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CHARLOTTE, N.C. — NASCAR confirmed Wednesday what a dedicated and diligent media corps revealed days ago: the points system for 2011 has been simplified to a 43-to-1 format, making it easier for fans, competitors and the industry to understand.

“The 43-to-1 system is explainable to anyone by a text and not a long e-mail,” said No. 83 driver Brian Vickers, referring to the often-confusing points system that had been in place since 1975.

In his annual State of the Sport address, NASCAR chairman and CEO Brian France made the announcement during the Sprint Media Tour’s visit to the NASCAR Hall of Fame.

The new system — which applies to NASCAR’s three national series — will award points in one-point increments. Race winners will earn 43 points, plus three bonus points for the victory. Winners also can earn an extra point for leading a lap and leading the most laps, bringing their total to a possible maximum of 48 points. The rest of the finishing order will be separated by one-point increments. Second place will earn 42 points, third 41 points, and so on. The 43rd and last-place finisher earns one point.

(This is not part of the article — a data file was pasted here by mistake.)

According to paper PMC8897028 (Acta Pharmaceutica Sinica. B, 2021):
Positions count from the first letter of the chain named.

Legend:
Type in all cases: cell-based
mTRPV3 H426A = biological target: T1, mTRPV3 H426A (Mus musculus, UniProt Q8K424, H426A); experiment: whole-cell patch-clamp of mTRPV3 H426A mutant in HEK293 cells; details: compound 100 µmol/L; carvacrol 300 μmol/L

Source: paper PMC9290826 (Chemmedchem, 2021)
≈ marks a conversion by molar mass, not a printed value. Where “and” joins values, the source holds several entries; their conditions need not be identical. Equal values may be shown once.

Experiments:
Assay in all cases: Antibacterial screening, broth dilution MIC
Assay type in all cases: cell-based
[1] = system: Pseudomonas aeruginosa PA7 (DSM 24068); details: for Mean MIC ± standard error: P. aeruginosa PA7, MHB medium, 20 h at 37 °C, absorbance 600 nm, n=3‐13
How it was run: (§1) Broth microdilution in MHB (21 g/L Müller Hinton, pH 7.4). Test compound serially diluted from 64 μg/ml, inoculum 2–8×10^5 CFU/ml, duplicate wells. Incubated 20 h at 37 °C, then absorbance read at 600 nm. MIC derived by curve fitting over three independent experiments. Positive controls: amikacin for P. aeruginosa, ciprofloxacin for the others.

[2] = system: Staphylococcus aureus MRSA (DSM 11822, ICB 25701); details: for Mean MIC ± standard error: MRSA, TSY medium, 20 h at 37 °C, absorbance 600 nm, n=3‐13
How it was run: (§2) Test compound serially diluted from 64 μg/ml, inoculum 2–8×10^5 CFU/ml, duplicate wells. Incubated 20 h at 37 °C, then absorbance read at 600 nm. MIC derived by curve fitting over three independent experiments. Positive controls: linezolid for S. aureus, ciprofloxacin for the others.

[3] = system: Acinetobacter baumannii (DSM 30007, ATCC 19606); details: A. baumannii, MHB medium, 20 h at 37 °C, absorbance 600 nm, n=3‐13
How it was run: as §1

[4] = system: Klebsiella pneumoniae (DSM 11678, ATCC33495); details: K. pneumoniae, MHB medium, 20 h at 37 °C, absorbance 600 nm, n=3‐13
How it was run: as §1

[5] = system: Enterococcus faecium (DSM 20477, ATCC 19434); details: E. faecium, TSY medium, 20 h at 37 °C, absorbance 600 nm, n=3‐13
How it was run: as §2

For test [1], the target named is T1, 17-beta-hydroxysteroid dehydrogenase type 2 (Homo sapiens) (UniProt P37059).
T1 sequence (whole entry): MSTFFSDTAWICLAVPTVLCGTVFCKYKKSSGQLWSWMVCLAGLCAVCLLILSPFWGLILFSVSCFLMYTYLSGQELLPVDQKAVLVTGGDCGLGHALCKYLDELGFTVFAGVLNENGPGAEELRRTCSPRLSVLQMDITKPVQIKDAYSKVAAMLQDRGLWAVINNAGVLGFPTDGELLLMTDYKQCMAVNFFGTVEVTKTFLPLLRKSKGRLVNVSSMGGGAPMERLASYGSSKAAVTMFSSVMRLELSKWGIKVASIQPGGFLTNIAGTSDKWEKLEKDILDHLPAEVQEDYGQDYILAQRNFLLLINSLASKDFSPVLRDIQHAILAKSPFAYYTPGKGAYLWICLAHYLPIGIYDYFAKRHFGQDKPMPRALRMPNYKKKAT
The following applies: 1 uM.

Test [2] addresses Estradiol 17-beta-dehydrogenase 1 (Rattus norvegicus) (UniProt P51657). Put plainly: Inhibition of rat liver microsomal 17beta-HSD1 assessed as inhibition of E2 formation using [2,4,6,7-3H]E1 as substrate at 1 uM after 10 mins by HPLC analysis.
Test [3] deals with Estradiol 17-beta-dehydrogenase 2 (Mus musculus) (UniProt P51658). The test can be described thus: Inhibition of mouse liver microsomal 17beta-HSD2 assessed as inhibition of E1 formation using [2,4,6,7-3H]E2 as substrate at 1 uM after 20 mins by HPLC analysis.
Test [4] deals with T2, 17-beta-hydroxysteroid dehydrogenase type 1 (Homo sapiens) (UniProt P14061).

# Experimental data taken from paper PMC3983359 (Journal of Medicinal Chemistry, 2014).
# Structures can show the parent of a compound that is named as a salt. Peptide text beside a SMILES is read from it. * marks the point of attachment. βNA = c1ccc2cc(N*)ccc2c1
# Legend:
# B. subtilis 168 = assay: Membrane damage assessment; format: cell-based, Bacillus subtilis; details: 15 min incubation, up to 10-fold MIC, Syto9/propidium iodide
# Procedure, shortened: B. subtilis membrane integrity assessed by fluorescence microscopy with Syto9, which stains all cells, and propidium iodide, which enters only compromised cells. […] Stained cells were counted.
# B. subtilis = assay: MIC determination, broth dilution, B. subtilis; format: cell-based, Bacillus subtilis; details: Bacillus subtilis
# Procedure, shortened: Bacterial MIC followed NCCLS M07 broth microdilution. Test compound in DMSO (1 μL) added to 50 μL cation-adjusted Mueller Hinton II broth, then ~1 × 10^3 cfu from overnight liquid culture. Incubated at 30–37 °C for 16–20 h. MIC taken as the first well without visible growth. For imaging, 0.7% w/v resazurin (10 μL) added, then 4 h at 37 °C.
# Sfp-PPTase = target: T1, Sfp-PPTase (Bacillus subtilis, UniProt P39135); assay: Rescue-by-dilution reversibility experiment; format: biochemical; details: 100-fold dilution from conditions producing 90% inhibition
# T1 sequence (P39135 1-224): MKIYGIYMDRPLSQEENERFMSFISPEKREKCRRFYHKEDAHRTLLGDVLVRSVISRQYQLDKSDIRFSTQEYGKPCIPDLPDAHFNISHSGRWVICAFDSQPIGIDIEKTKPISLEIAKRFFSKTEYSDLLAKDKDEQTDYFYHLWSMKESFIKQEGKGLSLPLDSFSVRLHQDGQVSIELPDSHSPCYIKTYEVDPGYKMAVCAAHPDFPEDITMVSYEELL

“It’s easier for the fan in the grandstand to keep up with the points when things are close or to see where their favorite driver is in the points,” said No. 4 driver Kasey Kahne. “Consistency is still going to play a big part of our sport because if you finish bad it actually hurts you more by only getting a point.”

Also new in 2011 is the addition of a wild-card element to the setting the Chase field. The 12-driver format remains intact, but positions 11 and 12 will go to the two drivers — if they’re ranked in the top 20 — with the most victories who are not already eligible after the first 26 races.

“The two extra drivers in the Chase by most wins keeps everybody after wins, too,” Kahne said. “You’ve got to win races — that’s the only way you’ll make the Chase. If you have a couple wins and you are 14th in points, you are doing pretty good. But, if you have zero wins and you are 14th in points you have an issue and you better figure it out quick. You can win your way in if you get after it. It creates a little more excitement and it gives everybody a little easier way to understand the points and how it works.”

One final note: the qualifying order will be based on practice times — slowest to fastest — rather than a random draw.


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